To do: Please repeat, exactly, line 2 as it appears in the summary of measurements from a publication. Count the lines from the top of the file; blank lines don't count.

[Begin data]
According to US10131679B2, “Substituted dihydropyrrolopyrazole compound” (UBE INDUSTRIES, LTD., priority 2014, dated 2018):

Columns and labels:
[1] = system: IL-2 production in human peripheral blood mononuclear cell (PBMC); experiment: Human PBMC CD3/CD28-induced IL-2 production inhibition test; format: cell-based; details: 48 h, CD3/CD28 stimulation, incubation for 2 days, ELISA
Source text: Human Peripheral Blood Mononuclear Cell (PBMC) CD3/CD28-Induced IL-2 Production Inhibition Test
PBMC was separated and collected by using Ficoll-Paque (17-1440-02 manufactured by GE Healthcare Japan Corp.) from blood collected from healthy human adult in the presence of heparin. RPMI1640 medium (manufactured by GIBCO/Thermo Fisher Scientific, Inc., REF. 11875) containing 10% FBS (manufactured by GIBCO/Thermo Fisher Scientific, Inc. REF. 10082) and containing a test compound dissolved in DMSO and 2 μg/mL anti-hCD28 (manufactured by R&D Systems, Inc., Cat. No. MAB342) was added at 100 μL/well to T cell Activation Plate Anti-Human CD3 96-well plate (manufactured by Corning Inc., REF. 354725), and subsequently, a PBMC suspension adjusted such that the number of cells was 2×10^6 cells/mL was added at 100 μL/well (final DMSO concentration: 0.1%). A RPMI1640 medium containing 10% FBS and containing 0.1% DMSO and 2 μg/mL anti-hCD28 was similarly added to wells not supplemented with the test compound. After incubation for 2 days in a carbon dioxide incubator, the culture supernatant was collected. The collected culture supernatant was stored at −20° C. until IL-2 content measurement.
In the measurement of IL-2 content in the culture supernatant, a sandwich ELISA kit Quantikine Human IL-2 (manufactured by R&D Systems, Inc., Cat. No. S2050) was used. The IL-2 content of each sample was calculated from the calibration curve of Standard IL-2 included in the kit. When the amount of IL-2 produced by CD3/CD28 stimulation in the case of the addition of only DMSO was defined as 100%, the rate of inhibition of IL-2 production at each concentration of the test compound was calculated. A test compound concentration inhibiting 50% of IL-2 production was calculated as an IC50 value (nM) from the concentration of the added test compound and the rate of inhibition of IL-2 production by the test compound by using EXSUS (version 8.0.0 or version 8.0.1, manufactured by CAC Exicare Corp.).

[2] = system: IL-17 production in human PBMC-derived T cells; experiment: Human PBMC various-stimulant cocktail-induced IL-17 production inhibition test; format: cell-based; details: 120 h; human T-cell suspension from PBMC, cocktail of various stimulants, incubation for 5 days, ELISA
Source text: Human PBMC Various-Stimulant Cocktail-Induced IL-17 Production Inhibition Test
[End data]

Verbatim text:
Columns and labels: